AGAWAM MAN SENTENCED TO 15 YEARS FOR THREATENING A FEDERAL PROSECUTOR AND UNLAWFUL POSSESSION OF RICIN
BOSTON, Mass. - United States District Judge Douglas P. Woodlock today sentenced an Agawam man to 15 years in prison for threatening a federal prosecutor and illegally possessing ricin, a deadly toxin that is classified under federal law as a weapon of mass destruction.
MICHAEL CROOKER, 57, had previously pleaded guilty to one count of mailing a letter containing a threat to injure an officer or employee of the United States and one count of possessing the toxin ricin without obtaining required registration.
U.S. Attorney Carmen M. Ortiz said, “Mr. Crooker received the maximum sentence of 15 years, which should send a strong message. He not only threatened a federal prosecutor but manufactured a weapon of mass destruction and threatened to use it against the United States or hand it over to terrorists. These are serious crimes that come with serious consequences.”
Federal agents arrested CROOKER on June 23, 2004, charging him with using the U.S. mail to transport a firearm. Agents also searched CROOKER’s Agawam apartment the same day and discovered what appeared to be a weapons lab along with various dangerous or deadly chemicals that could be used to make powerful explosives. Castor seeds, which are the source of the deadly poison ricin; abrus seeds, which are the source of the deadly poison abrin; and all of the materials needed to extract ricin and abrin from the seeds, such as acetone, lye, laboratory glassware and coffee filters were also discovered.
While CROOKER was in jail awaiting trial on the firearms charge, he told two inmates that he knew how to make ricin, had made ricin in the past and possessed ricin. He told one of them how to manufacture ricin and explained the process for doing so. CROOKER also discussed how ricin could be sent through the mail, placed on food, or blown into a person’s face to cause death.
On July 22, 2004, angered by his arrest and the various searches, CROOKER sent a letter to the Assistant U.S. Attorney prosecuting the firearms case and invoked the name of Timothy McVeigh, the individual responsible for the 1995 Oklahoma federal building bombing.
CROOKER wrote: “As Martyr McVeigh’s T-shirt says: 'The Tree of Liberty must be refreshed from time to time by blood of patriots and tyrants.'” CROOKER challenged the prosecutor to “bring on your [expletive deleted] and I'll bring on mine,” and warned that even an imprisoned person could cripple the U.S. Postal System by sending toxins through the mail.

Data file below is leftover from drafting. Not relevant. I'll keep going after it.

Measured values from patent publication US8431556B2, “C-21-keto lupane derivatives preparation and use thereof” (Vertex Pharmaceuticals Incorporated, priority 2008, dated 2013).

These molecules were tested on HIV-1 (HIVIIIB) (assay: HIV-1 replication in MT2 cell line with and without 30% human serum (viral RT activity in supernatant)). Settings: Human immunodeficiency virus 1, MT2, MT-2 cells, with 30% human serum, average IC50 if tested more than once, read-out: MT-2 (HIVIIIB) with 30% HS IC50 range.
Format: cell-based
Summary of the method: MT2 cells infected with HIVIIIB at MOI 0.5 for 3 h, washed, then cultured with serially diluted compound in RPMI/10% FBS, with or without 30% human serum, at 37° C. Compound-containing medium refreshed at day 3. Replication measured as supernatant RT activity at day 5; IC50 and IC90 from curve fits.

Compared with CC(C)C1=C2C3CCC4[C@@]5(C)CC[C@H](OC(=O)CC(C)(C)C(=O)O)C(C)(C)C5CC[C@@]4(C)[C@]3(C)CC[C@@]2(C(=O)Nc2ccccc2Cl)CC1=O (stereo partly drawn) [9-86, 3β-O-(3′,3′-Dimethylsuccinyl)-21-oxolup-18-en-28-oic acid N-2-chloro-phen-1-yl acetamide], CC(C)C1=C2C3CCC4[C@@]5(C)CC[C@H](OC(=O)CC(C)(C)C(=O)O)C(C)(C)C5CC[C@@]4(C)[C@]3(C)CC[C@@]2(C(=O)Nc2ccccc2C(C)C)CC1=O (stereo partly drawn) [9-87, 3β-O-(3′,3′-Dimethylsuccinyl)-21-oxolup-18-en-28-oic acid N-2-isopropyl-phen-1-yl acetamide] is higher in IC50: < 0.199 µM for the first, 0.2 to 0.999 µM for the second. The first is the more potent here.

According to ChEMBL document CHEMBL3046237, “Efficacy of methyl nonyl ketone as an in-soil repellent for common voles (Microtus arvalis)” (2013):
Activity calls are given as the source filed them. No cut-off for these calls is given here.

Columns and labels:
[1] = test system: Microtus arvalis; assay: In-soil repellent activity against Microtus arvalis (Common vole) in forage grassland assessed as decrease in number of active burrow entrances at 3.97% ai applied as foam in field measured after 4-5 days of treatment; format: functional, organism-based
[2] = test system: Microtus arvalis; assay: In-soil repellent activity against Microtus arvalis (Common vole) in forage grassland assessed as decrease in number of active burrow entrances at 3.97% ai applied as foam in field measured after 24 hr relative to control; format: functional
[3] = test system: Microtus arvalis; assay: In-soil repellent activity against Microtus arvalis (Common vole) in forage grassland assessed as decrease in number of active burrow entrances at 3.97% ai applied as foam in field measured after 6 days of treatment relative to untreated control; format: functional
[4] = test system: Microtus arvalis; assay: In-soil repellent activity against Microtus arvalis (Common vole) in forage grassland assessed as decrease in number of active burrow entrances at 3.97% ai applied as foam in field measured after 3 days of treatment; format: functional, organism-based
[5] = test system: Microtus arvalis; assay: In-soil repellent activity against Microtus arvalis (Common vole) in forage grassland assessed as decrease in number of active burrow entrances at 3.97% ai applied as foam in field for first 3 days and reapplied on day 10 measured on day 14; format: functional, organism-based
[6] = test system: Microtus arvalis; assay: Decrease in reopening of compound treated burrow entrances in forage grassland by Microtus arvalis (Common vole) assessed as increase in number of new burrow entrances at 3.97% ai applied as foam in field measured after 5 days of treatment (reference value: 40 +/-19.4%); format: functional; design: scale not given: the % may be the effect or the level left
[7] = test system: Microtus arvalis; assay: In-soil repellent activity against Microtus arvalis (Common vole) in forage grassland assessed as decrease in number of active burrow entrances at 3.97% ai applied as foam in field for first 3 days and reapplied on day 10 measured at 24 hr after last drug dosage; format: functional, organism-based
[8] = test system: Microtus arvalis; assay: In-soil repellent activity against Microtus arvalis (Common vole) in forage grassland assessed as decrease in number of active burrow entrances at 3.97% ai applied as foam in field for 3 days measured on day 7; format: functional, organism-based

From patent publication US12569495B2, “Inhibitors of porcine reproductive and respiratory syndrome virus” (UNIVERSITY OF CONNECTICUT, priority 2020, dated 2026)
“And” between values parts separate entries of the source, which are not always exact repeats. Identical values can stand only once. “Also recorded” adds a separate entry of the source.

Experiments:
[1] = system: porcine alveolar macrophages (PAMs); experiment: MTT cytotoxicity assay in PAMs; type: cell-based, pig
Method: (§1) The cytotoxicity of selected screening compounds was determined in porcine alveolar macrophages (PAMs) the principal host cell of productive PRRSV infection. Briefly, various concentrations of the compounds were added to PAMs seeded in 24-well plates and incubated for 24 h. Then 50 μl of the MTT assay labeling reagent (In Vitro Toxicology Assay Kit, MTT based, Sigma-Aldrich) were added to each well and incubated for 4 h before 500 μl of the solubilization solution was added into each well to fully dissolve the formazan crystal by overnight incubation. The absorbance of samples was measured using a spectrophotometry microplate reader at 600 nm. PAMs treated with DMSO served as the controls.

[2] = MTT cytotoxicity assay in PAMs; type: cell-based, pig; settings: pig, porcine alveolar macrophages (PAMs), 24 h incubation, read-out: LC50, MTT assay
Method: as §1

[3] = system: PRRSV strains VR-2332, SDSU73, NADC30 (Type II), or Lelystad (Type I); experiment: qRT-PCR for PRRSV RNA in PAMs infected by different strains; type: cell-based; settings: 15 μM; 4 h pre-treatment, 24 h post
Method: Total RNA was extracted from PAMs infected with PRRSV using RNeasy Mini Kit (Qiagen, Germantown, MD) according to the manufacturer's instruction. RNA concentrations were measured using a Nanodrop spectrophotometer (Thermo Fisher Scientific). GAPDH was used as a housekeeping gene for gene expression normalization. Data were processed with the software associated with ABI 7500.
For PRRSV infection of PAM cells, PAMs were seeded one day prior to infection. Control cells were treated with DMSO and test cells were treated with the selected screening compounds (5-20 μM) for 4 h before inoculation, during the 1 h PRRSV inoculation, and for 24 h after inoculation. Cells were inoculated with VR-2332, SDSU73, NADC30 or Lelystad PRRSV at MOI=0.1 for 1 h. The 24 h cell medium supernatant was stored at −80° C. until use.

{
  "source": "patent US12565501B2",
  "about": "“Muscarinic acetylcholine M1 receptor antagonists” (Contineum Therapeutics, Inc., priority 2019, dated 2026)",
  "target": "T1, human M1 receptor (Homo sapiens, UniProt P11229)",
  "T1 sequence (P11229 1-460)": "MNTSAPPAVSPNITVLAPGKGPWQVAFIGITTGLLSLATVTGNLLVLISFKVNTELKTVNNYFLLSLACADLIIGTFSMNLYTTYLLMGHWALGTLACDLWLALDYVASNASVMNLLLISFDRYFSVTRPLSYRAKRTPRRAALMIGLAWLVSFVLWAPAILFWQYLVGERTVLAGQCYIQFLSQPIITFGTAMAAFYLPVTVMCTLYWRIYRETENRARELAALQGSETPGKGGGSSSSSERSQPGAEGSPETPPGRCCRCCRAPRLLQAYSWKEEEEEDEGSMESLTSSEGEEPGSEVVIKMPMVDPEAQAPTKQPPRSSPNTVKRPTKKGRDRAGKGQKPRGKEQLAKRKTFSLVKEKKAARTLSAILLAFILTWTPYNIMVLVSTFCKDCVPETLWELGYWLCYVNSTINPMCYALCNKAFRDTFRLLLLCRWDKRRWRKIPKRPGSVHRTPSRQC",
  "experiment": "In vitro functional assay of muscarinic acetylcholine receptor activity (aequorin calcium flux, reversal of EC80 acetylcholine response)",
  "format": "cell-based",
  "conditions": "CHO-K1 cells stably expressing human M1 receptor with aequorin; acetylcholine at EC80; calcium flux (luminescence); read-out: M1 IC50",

On July 26, 2004, CROOKER sent a letter to the Westfield Evening News stating that he had offered to “cooperate and get any WMD’s (if they exist) off the street” if the government dropped the firearms charges he was facing. CROOKER suggested that the items would otherwise “fall into the hands of people” like Mohammed Salemah, who was convicted of participating in the 1993 bombing of the World Trade Center. CROOKER and Salemah met in the 1990's when both were incarcerated in federal prison in California.
In August 2004, CROOKER’s father was cleaning a window on his property and unearthed a buried vial of powdered ricin. The quantity of ricin in the vial was enough to kill 150-750 people. In letters to family members, CROOKER admitted to possessing the ricin and indicated it had been there as long as three or four years.
Judge Woodlock sentenced CROOKER to the maximum sentence of 15 years in prison, to be followed by three years of supervised release.
U.S. Attorney Ortiz; Richard DesLauriers, Special Agent in Charge of the Federal Bureau of Investigation - Boston Field Office; Guy N. Thomas, Special Agent in Charge of the Bureau of Alcohol, Tobacco, Firearms and Explosives - Boston Field Division; and Robert Bethel, Inspector in Charge of the U.S. Postal Inspection Service made the announcement today. The case is being prosecuted by Assistant U.S. Attorneys William D. Weinreb, Donald L. Cabell and Jeffrey Auerhahn of Ortiz’s Anti-Terrorism and National Security Unit.